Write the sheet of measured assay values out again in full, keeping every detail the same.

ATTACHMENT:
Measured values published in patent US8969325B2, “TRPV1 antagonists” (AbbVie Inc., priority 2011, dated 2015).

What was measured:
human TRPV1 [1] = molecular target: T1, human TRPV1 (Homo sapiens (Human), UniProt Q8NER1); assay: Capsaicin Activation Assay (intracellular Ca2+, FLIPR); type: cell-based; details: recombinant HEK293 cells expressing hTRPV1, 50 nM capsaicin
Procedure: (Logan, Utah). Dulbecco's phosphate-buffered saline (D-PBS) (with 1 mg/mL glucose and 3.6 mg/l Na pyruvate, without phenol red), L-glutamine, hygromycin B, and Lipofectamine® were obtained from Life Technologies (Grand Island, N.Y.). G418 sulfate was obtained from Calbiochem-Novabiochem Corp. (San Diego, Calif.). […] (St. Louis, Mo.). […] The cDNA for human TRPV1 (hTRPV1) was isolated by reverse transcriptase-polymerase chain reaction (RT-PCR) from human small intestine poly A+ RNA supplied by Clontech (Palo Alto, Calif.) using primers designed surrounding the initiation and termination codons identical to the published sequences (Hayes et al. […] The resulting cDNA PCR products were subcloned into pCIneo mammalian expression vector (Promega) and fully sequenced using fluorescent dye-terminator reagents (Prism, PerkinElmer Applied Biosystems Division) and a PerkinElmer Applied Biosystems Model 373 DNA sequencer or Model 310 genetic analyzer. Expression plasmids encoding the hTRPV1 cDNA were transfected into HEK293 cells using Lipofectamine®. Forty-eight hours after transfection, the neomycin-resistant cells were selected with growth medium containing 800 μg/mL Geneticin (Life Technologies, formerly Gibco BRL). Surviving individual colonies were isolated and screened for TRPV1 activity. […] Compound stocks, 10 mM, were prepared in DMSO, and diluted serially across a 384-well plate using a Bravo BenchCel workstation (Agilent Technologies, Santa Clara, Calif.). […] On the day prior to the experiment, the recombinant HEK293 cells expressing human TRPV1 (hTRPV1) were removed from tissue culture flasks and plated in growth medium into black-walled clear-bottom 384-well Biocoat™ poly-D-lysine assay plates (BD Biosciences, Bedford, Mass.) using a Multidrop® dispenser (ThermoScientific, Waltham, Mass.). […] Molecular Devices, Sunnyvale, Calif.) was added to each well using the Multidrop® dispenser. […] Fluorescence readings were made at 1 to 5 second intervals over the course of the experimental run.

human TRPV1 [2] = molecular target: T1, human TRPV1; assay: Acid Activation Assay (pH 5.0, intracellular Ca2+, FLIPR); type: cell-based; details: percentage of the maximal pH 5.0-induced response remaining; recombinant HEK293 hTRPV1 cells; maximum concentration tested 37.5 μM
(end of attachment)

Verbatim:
Measured values published in patent US8969325B2, “TRPV1 antagonists” (AbbVie Inc., priority 2011, dated 2015).

What was measured:
human TRPV1 [1] = molecular target: T1, human TRPV1 (Homo sapiens (Human), UniProt Q8NER1); assay: Capsaicin Activation Assay (intracellular Ca2+, FLIPR); type: cell-based; details: recombinant HEK293 cells expressing hTRPV1, 50 nM capsaicin
Procedure: (Logan, Utah). Dulbecco's phosphate-buffered saline (D-PBS) (with 1 mg/mL glucose and 3.6 mg/l Na pyruvate, without phenol red), L-glutamine, hygromycin B, and Lipofectamine® were obtained from Life Technologies (Grand Island, N.Y.). G418 sulfate was obtained from Calbiochem-Novabiochem Corp. (San Diego, Calif.). […] (St. Louis, Mo.). […] The cDNA for human TRPV1 (hTRPV1) was isolated by reverse transcriptase-polymerase chain reaction (RT-PCR) from human small intestine poly A+ RNA supplied by Clontech (Palo Alto, Calif.) using primers designed surrounding the initiation and termination codons identical to the published sequences (Hayes et al. […] The resulting cDNA PCR products were subcloned into pCIneo mammalian expression vector (Promega) and fully sequenced using fluorescent dye-terminator reagents (Prism, PerkinElmer Applied Biosystems Division) and a PerkinElmer Applied Biosystems Model 373 DNA sequencer or Model 310 genetic analyzer. Expression plasmids encoding the hTRPV1 cDNA were transfected into HEK293 cells using Lipofectamine®. Forty-eight hours after transfection, the neomycin-resistant cells were selected with growth medium containing 800 μg/mL Geneticin (Life Technologies, formerly Gibco BRL). Surviving individual colonies were isolated and screened for TRPV1 activity. […] Compound stocks, 10 mM, were prepared in DMSO, and diluted serially across a 384-well plate using a Bravo BenchCel workstation (Agilent Technologies, Santa Clara, Calif.). […] On the day prior to the experiment, the recombinant HEK293 cells expressing human TRPV1 (hTRPV1) were removed from tissue culture flasks and plated in growth medium into black-walled clear-bottom 384-well Biocoat™ poly-D-lysine assay plates (BD Biosciences, Bedford, Mass.) using a Multidrop® dispenser (ThermoScientific, Waltham, Mass.). […] Molecular Devices, Sunnyvale, Calif.) was added to each well using the Multidrop® dispenser. […] Fluorescence readings were made at 1 to 5 second intervals over the course of the experimental run.

human TRPV1 [2] = molecular target: T1, human TRPV1; assay: Acid Activation Assay (pH 5.0, intracellular Ca2+, FLIPR); type: cell-based; details: percentage of the maximal pH 5.0-induced response remaining; recombinant HEK293 hTRPV1 cells; maximum concentration tested 37.5 μM